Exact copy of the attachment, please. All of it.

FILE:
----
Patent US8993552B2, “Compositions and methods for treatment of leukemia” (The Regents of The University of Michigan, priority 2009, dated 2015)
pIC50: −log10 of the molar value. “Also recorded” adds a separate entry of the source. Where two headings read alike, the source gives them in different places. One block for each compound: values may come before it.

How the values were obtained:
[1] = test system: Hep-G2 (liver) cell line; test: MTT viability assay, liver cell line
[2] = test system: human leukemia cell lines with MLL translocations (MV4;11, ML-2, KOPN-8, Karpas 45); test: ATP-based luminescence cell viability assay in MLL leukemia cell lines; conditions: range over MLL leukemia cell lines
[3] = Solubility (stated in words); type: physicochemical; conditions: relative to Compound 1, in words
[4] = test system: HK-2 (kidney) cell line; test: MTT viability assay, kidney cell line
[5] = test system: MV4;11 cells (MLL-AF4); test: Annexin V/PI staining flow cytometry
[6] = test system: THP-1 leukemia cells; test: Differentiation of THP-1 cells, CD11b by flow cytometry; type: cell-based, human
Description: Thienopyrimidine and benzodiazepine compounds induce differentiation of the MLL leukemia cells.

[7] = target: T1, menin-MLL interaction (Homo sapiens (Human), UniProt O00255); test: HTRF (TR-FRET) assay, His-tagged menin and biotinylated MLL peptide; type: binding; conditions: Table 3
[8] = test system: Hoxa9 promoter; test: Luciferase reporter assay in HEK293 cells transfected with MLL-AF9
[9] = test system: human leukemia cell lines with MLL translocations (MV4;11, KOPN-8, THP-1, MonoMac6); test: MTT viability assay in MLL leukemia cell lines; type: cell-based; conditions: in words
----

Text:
Patent US8993552B2, “Compositions and methods for treatment of leukemia” (The Regents of The University of Michigan, priority 2009, dated 2015)
pIC50: −log10 of the molar value. “Also recorded” adds a separate entry of the source. Where two headings read alike, the source gives them in different places. One block for each compound: values may come before it.

How the values were obtained:
[1] = test system: Hep-G2 (liver) cell line; test: MTT viability assay, liver cell line
[2] = test system: human leukemia cell lines with MLL translocations (MV4;11, ML-2, KOPN-8, Karpas 45); test: ATP-based luminescence cell viability assay in MLL leukemia cell lines; conditions: range over MLL leukemia cell lines
[3] = Solubility (stated in words); type: physicochemical; conditions: relative to Compound 1, in words
[4] = test system: HK-2 (kidney) cell line; test: MTT viability assay, kidney cell line
[5] = test system: MV4;11 cells (MLL-AF4); test: Annexin V/PI staining flow cytometry
[6] = test system: THP-1 leukemia cells; test: Differentiation of THP-1 cells, CD11b by flow cytometry; type: cell-based, human
Description: Thienopyrimidine and benzodiazepine compounds induce differentiation of the MLL leukemia cells.

[7] = target: T1, menin-MLL interaction (Homo sapiens (Human), UniProt O00255); test: HTRF (TR-FRET) assay, His-tagged menin and biotinylated MLL peptide; type: binding; conditions: Table 3
[8] = test system: Hoxa9 promoter; test: Luciferase reporter assay in HEK293 cells transfected with MLL-AF9
[9] = test system: human leukemia cell lines with MLL translocations (MV4;11, KOPN-8, THP-1, MonoMac6); test: MTT viability assay in MLL leukemia cell lines; type: cell-based; conditions: in words